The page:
Last year brought incredible inflationary pressure requiring many industries, including the shipping and logistics sector, to do the same (or more) with less. With global last-mile delivery expected to grow over $165 billion over the next four years, at a CAGR of over 15%, driven in part by an e-commerce industry showing no signs of slowing, brands can’t neglect their approach to last-mile delivery. The following trends will continue to shape and define last-mile delivery this year and beyond.

All About Omnichannel

A 2022 NielsenIQ survey found 86% of U.S. shoppers buying products online and in person expect a unified CX. No longer is retail black and white, requiring consumers to choose whether to shop in a brick-and-mortar store or online. Now, they can order online and pick up in-store (BOPIS) or find something in the store and request it be shipped home. 

To remain competitive requires businesses to invest in omnichannel capabilities enabling them to control delivery speed, flexibility, and cost. An omnichannel strategy also shrinks the time needed for a product to travel through various intermediaries and increases the efficiency of last-mile logistics. 

Leveraging Predictive Analytics

With the global health crisis in the rearview mirror, supply chain and logistics companies have pivoted from “survival mode” to a growth mindset. A Gartner study found at least half of supply chain organizations will have invested in apps supporting advanced analytics and AI capabilities by 2024.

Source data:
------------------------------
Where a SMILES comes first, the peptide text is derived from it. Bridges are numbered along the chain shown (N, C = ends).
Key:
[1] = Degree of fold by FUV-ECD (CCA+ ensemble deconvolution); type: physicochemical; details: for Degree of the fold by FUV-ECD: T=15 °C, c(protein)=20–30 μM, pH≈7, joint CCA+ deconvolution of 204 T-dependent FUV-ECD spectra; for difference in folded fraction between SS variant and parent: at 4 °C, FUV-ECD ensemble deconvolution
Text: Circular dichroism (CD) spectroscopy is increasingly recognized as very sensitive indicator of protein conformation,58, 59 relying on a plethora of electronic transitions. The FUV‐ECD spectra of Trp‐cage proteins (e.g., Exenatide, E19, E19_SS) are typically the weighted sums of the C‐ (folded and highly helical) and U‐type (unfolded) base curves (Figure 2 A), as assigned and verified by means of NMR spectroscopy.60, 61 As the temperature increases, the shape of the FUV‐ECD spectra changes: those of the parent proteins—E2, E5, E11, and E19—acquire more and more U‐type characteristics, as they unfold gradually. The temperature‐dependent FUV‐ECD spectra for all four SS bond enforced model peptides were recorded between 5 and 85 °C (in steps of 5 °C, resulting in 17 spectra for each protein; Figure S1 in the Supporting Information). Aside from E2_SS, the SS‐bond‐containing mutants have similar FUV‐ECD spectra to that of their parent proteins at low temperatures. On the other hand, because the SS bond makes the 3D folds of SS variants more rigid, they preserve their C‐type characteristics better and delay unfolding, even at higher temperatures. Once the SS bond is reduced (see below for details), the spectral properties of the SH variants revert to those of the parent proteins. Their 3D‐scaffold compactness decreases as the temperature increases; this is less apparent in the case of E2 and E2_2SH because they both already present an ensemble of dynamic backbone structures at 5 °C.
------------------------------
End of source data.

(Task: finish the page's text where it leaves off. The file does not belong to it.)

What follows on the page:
If logistics companies truly embrace continuous improvement, they’ll need predictive models to inform decision-making. And predictive analytics doesn’t just highlight current problems — it also identifies potential future issues, enabling mitigation before they escalate. 


Consumers value convenience, customization, competitive prices, and substantive product choices. Companies operating under a direct-to-consumer (D2C) e-commerce model gain more control and management over distribution, marketing, and CX. This model uses data insights to give businesses a holistic picture of customer preferences. 

A 2022 survey found that the leading factors motivating shoppers to buy directly from brands include free delivery, returns, and lower prices. To avoid losing market share to competitors, D2C brands must prioritize and improve their last-mile capabilities to avoid losing market share to competitors. Software-as-a-Service (SaaS) products help D2C businesses strengthen last-mile delivery and expand their presence.